The market for WordPress themes is on fire.
In May, Themesforge.com reported some rough numbers related to gross earnings for the Top 20 WordPress themes sold via Themeforest. While not a completely scientific analysis, the numbers do raise eyebrows:
- The Top 20 themes on Themeforest were grossing over $80,000 per week , with most themes selling at $35 each.
- That’s just the Top 20, which are estimated to represent a small percentage of overall weekly sales on Themeforest.
- Themesforge estimated that the combined Top 20 Authors on Themeforest in April 2012 sold over $700,000 in WordPress themes. That’s over $32,000 per author per month.
A quick look at Themeforest shows that the reporting above is on point. The top-selling theme, U Design, sold 253 units last week. At $50, that’s $12,650 in gross earnings in one week. And that’s only one of the themes created by the Bond-esque “internq7” – this author has a total of six themes available at varying price points. Going by the total units sold for each theme, each multiplied by its purchase price, then added together, internq7 has grossed over $1 million in total sales.
So how do you get in on this lucrative process, or if you’re already in it, how do you step up your game to pull in numbers like internq7? Another recent post on Themesforge touched on that too: the future of theme development. Here are some highlights to consider as you move forward in developing your own:
- HTML5 – Themesforge notes that HTML5 is single-handedly killing Flash with new protocols like websockets and a new load of html tags that make html more meaningful.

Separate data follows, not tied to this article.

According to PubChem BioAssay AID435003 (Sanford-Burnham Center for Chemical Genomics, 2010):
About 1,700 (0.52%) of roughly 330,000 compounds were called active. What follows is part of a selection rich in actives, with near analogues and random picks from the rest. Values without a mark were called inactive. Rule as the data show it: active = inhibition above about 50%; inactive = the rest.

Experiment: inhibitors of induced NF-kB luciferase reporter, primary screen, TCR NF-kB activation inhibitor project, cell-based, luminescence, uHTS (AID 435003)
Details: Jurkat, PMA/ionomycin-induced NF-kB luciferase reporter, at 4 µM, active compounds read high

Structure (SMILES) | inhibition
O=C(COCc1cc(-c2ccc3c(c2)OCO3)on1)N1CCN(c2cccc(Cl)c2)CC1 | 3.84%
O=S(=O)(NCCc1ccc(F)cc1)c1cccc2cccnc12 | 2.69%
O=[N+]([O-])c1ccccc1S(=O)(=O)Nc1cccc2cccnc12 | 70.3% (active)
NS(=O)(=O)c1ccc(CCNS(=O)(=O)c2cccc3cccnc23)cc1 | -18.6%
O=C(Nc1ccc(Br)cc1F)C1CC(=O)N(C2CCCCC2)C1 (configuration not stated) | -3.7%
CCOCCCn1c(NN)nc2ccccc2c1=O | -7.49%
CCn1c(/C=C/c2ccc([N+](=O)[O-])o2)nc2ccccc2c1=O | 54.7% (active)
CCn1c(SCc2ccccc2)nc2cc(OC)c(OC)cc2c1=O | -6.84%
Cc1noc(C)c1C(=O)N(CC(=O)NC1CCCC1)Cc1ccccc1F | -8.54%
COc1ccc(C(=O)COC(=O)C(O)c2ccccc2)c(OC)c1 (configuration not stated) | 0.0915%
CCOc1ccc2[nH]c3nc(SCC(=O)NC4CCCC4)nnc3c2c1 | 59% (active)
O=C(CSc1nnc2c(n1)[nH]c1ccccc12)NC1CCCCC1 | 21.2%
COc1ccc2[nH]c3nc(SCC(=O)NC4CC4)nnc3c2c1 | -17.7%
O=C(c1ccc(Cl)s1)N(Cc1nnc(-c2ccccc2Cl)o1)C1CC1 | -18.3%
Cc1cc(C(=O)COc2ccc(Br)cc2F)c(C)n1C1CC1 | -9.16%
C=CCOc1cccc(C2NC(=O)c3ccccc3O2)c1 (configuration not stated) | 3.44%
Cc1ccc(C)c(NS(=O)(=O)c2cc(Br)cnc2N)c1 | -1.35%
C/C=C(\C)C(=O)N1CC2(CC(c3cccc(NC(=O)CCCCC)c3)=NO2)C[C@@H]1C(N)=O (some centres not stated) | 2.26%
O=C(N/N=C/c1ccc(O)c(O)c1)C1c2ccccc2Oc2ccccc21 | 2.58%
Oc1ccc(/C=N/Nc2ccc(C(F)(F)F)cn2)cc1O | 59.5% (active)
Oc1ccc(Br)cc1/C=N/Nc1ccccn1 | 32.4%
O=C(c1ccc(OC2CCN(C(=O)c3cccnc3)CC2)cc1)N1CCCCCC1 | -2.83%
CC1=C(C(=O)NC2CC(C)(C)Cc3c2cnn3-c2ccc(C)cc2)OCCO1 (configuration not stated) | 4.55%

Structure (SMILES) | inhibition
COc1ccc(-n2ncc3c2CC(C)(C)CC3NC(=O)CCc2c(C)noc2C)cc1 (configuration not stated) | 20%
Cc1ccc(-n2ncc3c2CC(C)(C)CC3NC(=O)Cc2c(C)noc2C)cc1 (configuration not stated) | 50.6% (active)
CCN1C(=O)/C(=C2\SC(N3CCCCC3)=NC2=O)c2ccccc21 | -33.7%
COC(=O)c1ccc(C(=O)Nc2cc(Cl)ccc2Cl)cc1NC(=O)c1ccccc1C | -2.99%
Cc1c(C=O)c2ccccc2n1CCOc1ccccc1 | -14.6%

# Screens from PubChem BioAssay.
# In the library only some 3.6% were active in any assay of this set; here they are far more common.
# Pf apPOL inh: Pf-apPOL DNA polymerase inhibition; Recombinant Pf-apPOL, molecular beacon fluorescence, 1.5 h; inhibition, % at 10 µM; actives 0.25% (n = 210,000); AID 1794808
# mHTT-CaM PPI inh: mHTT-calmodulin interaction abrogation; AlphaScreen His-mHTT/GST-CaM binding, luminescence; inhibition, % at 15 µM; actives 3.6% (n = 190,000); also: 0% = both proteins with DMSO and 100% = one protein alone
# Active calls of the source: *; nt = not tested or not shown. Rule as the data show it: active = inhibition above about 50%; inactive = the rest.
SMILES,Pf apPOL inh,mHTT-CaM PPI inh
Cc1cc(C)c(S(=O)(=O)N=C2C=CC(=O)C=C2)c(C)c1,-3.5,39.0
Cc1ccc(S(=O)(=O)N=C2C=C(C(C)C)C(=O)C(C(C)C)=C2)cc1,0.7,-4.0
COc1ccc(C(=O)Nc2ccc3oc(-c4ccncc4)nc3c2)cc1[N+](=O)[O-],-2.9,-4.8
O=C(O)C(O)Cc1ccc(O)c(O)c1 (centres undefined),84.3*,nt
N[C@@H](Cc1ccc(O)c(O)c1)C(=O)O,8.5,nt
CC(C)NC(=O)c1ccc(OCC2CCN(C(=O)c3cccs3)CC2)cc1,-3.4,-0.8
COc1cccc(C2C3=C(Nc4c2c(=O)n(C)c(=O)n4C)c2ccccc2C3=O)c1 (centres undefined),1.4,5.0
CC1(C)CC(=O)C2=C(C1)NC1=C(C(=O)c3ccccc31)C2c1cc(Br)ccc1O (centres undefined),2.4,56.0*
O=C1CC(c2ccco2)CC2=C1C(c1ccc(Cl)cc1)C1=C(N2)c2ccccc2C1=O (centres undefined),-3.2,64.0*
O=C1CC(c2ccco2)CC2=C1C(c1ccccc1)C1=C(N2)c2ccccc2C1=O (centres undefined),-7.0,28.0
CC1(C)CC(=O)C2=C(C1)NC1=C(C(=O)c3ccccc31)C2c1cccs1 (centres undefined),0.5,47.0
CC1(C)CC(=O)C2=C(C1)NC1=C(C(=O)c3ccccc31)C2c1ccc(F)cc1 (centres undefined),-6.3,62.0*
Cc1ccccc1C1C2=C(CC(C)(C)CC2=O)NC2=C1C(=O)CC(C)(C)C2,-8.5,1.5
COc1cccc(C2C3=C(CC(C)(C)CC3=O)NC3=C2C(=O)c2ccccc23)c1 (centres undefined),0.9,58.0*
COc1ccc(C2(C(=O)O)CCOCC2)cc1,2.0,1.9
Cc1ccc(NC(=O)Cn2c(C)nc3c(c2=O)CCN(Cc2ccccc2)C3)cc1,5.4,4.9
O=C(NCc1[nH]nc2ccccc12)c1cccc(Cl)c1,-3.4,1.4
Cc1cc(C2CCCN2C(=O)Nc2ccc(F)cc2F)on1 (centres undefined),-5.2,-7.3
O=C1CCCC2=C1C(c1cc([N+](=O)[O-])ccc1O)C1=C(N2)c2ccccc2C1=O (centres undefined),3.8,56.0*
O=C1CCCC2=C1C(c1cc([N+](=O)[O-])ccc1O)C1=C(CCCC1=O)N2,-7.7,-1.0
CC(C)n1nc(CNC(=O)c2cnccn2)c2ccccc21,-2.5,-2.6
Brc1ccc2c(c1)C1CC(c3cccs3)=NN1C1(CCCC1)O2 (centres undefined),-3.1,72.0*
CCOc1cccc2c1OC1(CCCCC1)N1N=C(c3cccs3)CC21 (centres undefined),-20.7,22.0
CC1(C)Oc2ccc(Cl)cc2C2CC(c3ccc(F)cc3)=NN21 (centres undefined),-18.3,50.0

- Responsive Design – This is the catchphrase of the moment in web design. It is an approach favors design and development that responds to the user’s behavior and environment based on screen size, platform and orientation. The website should have the technology to automatically respond to the user’s preferences. You can read a great explanation of this process here.
- Mobile – This market is just in its infancy. WordPress for iOS exists, but there is still a market for apps that render content native to the device versus just being a “nice mobile site.” The Themesforge piece notes for web apps built on top of WordPress, user interface design decisions will need to be thought out in much more detail than Responsive Design typically allows.
- CSS3 – CSS or Cascading Style Sheets is a language used for describing the look and formatting of a website. CSS enables developers to separate content from presentation (layout, colors, etc.) to improve content accessibility. CSS3 allows allows for fun and interesting things with CSS, but there will be a learning curve in terms of how different browsers support different features and how to use CSS compilers to make it easier to rapidly build interfaces.
- Framework Overload – Frameworks can be useful in that they can help speed up development cycles, but Themesforge seems to think there’s an overabundance and redundancy to these in the market in general so don’t spend your time building one; you’re better off focusing on building the theme.
- Theme Options – There’s a plethora of these available, and you can view the best and worst here. Don’t go crazy in your design, however, or you can make your theme way too complicated to use.
With so many theme options, designs and directions theme development can go, it’s clear there is a very lucrative market out there that’s still growing. What are your thoughts? Do you agree with Themeforge’s opinions on the future of theme development? What’s been your experience so far? Leave your comments in the box below.